Monday, February 12, 2018

"How Protein Conquered America"

Eater:

Since the 1980s, most protein supplements have been made with whey, a byproduct of the cheesemaking process which went to waste until companies realized the opportunity to repurpose it as a muscle-building powder supplement. Flavoring whey, which has a naturally acrid taste, is an uphill struggle, and the industry standard appears to be “just barely not disgusting.”

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Most protein powders are thin in your mouth, yet clang with aggressive artificial sweetness and bewildering notes of metal, plastic, chalk

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the health outcomes of consuming protein supplements are downright murky. Since both are sold as supplements, the FDA only requires that they be safe for consumption, and the FDA does none of its own testing — rather, it collects self-reported lab results and waits for something to go wrong. In July 2010, Consumer Reports found significant amounts of heavy metals, including arsenic and mercury, in certain protein products. Three servings of EAS Myoplex Rich Dark Chocolate ready-to-drink shakes together contained more than the recommended limit of arsenic by the US Pharmacopeia. Three servings of Muscle Milk Chocolate powder had more than the recommended amount of lead, and nearly as much arsenic. The FDA never challenged the company on this, but Cytosport did settle a $20 million class action lawsuit on the claims two years later.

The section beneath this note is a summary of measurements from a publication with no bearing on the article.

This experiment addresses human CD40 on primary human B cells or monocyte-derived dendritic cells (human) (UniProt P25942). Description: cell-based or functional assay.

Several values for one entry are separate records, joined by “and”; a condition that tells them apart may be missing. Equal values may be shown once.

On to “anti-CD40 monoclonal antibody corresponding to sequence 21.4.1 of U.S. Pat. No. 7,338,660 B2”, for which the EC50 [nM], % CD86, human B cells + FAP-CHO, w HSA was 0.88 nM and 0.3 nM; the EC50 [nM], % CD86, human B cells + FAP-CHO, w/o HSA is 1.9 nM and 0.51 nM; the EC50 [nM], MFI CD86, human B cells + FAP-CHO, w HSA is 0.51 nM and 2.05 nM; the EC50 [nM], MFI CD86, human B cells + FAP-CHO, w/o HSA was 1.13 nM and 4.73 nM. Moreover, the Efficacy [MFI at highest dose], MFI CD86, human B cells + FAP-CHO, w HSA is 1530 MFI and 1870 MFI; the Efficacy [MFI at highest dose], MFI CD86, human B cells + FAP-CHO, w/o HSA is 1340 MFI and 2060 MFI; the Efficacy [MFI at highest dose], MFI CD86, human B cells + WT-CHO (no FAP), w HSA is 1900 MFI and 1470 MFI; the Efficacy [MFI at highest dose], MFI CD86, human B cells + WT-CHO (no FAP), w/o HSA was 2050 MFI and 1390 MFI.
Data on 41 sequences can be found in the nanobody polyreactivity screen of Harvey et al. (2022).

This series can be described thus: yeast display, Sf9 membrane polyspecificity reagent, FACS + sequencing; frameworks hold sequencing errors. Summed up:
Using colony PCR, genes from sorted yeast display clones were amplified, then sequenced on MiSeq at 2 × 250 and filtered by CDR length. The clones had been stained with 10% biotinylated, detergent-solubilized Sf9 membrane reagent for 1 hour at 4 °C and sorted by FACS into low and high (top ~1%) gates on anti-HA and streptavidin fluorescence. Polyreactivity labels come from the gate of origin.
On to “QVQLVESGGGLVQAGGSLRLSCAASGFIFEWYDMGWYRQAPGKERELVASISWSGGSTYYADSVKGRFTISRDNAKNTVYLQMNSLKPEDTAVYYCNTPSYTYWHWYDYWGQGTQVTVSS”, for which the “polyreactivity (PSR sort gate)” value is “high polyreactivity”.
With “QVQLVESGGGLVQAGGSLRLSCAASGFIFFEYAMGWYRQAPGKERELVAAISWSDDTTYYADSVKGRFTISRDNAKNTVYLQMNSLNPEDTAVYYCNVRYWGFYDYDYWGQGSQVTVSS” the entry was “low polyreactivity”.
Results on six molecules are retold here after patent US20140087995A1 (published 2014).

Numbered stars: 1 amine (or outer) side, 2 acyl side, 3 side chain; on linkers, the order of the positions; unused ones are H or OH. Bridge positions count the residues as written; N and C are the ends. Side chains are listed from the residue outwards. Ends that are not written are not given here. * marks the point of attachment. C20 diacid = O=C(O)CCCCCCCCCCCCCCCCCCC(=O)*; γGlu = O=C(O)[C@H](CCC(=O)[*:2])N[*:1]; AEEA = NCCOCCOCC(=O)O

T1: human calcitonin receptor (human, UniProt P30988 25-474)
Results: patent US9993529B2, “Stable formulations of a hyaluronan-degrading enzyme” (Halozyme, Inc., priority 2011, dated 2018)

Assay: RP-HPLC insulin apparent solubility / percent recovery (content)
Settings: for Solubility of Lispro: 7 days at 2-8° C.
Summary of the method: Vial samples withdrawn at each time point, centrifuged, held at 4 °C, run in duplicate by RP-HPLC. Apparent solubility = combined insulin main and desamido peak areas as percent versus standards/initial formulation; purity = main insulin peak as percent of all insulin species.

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The Muscle Milk brand also seems to have lowered its testosterone across the board, going from fat, thick block type to a taller, leaner, more even font. The company used to rely on male spokespeople for major campaigns, but starting in 2017, three different national campaigns aimed at women featured female athletes. One commercial stars pro-soccer player Julie Johnston Ertz along with women doing Crossfit, spin, pilates, jogging, and yoga, ending on the tagline “Stronger Everyday.” The condescending narration about drinking Muscle Milk to get men is gone.